For a $10 cover (cheap!) fans were rewarded with a complimentary 15-song disc "Live at Shank Hall 1996" and a high octane show that proved the boys still have plenty of piss and vinegar.  It'll be a shame if they don't start playing out more.

Saturday, April 17, 2010

Round and round and round we'll go

It's National Record Store Day. Do you have your vinyl shopping list?  Do you even know where to find one of those incredible vanishing stores?

Hard to believe it's been a year since Zach and I drove up to Vinyl Fever in Tampa to celebrate the big day with an in-store set by New Roman Times.  Now the lad is on a destroyer in Pearl Harbor and his old man is scurrying about in Milwaukee trying to relocate his senses.

Well, not so much scurrying. There is coffee to drink and a newspaper to read -- and we're delighted to report our Pulitzer Prize winning local paper has a Record Store Day story that lists SEVEN participating area shops in boldface type with addresses.  We're set! One thing about record shops: They don't start their day any earlier than you.  It's OK if it takes all day to get there.

With any move it takes time to become familiar with your new surroundings. But sooner or later you find the best route to work, the right barber who doesn't make your hair LOOK like a $12 cut and the tavern that offers a three-hour stimulus special.  A cool record store might not be a priority when you're getting settled,  but it ought to be. Today, finally, it becomes our mission.

We'll be cruising downtown to check out Flipville Records and The Exclusive Company, which are conveniently located within walking distance of each other. Then we'll be on to Musical Memories and Bullseye Records, saving Limewire Music for the trip back home.

To locate a store near you follow this link and click the Participating Stores button. If you don't buy something round today you're just plain square.

Friday, April 16, 2010

An encore for Roy Hamilton

His first single spent eights at No. 1 on the R&B chart. The hits that followed "You'll Never Walk Alone" included "Ebb Tide" and "Unchained Melody." The artists and acts he influenced included Jackie Wilson and the Righteous Brothers.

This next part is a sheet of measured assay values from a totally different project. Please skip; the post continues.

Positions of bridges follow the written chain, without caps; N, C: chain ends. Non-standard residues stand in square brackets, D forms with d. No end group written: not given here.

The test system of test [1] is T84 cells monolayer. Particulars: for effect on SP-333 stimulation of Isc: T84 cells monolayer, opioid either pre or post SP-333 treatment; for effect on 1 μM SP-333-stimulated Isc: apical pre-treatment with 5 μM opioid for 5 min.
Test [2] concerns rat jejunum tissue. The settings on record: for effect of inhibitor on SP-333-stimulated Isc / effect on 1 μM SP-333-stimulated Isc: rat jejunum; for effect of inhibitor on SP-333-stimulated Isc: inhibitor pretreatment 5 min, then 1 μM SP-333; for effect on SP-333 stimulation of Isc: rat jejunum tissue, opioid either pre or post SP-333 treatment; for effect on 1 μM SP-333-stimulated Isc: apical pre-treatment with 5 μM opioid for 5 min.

But when you review today's Birthday Band it's possible you won't even recognize his name. Roy Hamilton  was only 40 when he died of a stroke in 1969.  The one song he recorded that nobody came back and topped was "Don't Let Go," a bopper that was a crossover hit (No. 2 R&B, No. 13 Pop) in 1957.

Listen up, and light five candles for Hamilton and today's other band members:

Henry Mancini (1924-1994), composer: Moon River, Days of Wine and Roses, Breakfast at Tiffany’s, themes for The Pink Panther, Mr. Lucky, Peter Gunn
Roy Hamilton (1929-1969), singer: You’ll Never Walk Alone, If I Loved You, Ebb Tide, Unchained Melody, Don’t Let Go, You Can Have Her

Herbie Mann (1930-2003), jazz musician: Hijack, Superman, Comin’ Home Baby, Bang! Bang!, Violets Don’t Be Blue

Bobby Vinton (1935), singer: Roses are Red, Blue on Blue, Blue Velvet, Mr. Lonely

Dusty Springfield (1939-1999), singer:  Wishin’ and Hopin’, You Don’t Have to Say You Love Me, The Look of Love, Son-of-a-Preacher Man, The Windmills of Your Mind, A Brand New Me

Gerry Rafferty (1947): Singer, songwriter: Baker Street, Stuck in the Middle With You

Thursday, April 15, 2010

Spring and all

It's 77 degrees out today and the leaves are budding that early green color you can't find in a Crayola box. All we can think of is a Greg Brown song -- another one he didn't play at Shank Hall last Friday night -- and we'll leave you with the lyrics to take wherever they lead you. It's from his 1997 album Slant 6 Mind, one of our favorites:

Spring and what's left of the hippies return
From old rooming houses and Mexico
More letters, more journals, more poems to burn

Real heat at last, at last my words glow

My friend Jim just broke up his band
The guys all have jobs and the nights got too long
He's selling the amps, one guitar, and the van
I'm sure you could have it all for a song

Snow on the north side, trash in the yard
Love like a newspaper tattered and stained
A two bourbon twilight, fog from God's cigar
The neighbor's retarded dog chasing the train

Don't see any good in just hanging around
Take a tip from the birds and change the scene
Find some long river and follow it down
To where our old sins have washed up in New Orleans